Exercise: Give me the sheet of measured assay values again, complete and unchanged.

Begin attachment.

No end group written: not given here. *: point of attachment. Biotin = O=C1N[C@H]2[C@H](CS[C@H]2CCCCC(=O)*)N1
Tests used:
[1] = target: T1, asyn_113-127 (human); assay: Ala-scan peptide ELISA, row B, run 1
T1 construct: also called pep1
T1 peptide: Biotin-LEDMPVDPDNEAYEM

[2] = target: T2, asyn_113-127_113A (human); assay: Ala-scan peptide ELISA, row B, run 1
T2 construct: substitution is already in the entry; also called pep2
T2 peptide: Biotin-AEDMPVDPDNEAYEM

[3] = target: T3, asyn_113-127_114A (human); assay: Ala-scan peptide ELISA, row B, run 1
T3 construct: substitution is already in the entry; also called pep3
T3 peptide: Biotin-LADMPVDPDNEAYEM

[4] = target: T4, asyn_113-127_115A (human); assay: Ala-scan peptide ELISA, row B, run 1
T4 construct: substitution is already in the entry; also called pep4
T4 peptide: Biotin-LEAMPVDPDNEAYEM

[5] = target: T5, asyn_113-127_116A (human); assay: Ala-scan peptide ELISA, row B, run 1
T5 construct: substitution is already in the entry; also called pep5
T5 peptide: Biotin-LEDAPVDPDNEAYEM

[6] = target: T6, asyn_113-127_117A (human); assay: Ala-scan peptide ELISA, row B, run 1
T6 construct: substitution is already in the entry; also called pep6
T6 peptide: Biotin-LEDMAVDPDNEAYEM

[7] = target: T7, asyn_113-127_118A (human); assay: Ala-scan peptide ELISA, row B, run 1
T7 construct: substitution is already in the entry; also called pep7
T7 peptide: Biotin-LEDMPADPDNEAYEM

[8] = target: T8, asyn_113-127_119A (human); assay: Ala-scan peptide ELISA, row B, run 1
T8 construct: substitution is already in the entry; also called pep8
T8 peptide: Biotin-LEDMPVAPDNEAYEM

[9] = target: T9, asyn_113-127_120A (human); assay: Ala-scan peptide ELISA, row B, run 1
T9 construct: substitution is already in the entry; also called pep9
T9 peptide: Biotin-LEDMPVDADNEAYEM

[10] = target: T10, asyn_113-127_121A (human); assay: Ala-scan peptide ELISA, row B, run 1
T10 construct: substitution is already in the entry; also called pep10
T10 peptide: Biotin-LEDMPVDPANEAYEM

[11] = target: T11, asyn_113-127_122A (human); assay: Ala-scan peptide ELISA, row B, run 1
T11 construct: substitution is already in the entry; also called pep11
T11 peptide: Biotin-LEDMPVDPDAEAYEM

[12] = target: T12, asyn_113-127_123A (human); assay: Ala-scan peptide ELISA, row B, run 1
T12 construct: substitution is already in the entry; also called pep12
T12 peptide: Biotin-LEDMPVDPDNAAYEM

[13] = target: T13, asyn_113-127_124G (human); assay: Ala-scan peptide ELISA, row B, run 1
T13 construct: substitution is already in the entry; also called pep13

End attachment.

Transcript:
No end group written: not given here. *: point of attachment. Biotin = O=C1N[C@H]2[C@H](CS[C@H]2CCCCC(=O)*)N1
Tests used:
[1] = target: T1, asyn_113-127 (human); assay: Ala-scan peptide ELISA, row B, run 1
T1 construct: also called pep1
T1 peptide: Biotin-LEDMPVDPDNEAYEM

[2] = target: T2, asyn_113-127_113A (human); assay: Ala-scan peptide ELISA, row B, run 1
T2 construct: substitution is already in the entry; also called pep2
T2 peptide: Biotin-AEDMPVDPDNEAYEM

[3] = target: T3, asyn_113-127_114A (human); assay: Ala-scan peptide ELISA, row B, run 1
T3 construct: substitution is already in the entry; also called pep3
T3 peptide: Biotin-LADMPVDPDNEAYEM

[4] = target: T4, asyn_113-127_115A (human); assay: Ala-scan peptide ELISA, row B, run 1
T4 construct: substitution is already in the entry; also called pep4
T4 peptide: Biotin-LEAMPVDPDNEAYEM

[5] = target: T5, asyn_113-127_116A (human); assay: Ala-scan peptide ELISA, row B, run 1
T5 construct: substitution is already in the entry; also called pep5
T5 peptide: Biotin-LEDAPVDPDNEAYEM

[6] = target: T6, asyn_113-127_117A (human); assay: Ala-scan peptide ELISA, row B, run 1
T6 construct: substitution is already in the entry; also called pep6
T6 peptide: Biotin-LEDMAVDPDNEAYEM

[7] = target: T7, asyn_113-127_118A (human); assay: Ala-scan peptide ELISA, row B, run 1
T7 construct: substitution is already in the entry; also called pep7
T7 peptide: Biotin-LEDMPADPDNEAYEM

[8] = target: T8, asyn_113-127_119A (human); assay: Ala-scan peptide ELISA, row B, run 1
T8 construct: substitution is already in the entry; also called pep8
T8 peptide: Biotin-LEDMPVAPDNEAYEM

[9] = target: T9, asyn_113-127_120A (human); assay: Ala-scan peptide ELISA, row B, run 1
T9 construct: substitution is already in the entry; also called pep9
T9 peptide: Biotin-LEDMPVDADNEAYEM

[10] = target: T10, asyn_113-127_121A (human); assay: Ala-scan peptide ELISA, row B, run 1
T10 construct: substitution is already in the entry; also called pep10
T10 peptide: Biotin-LEDMPVDPANEAYEM

[11] = target: T11, asyn_113-127_122A (human); assay: Ala-scan peptide ELISA, row B, run 1
T11 construct: substitution is already in the entry; also called pep11
T11 peptide: Biotin-LEDMPVDPDAEAYEM

[12] = target: T12, asyn_113-127_123A (human); assay: Ala-scan peptide ELISA, row B, run 1
T12 construct: substitution is already in the entry; also called pep12
T12 peptide: Biotin-LEDMPVDPDNAAYEM

[13] = target: T13, asyn_113-127_124G (human); assay: Ala-scan peptide ELISA, row B, run 1
T13 construct: substitution is already in the entry; also called pep13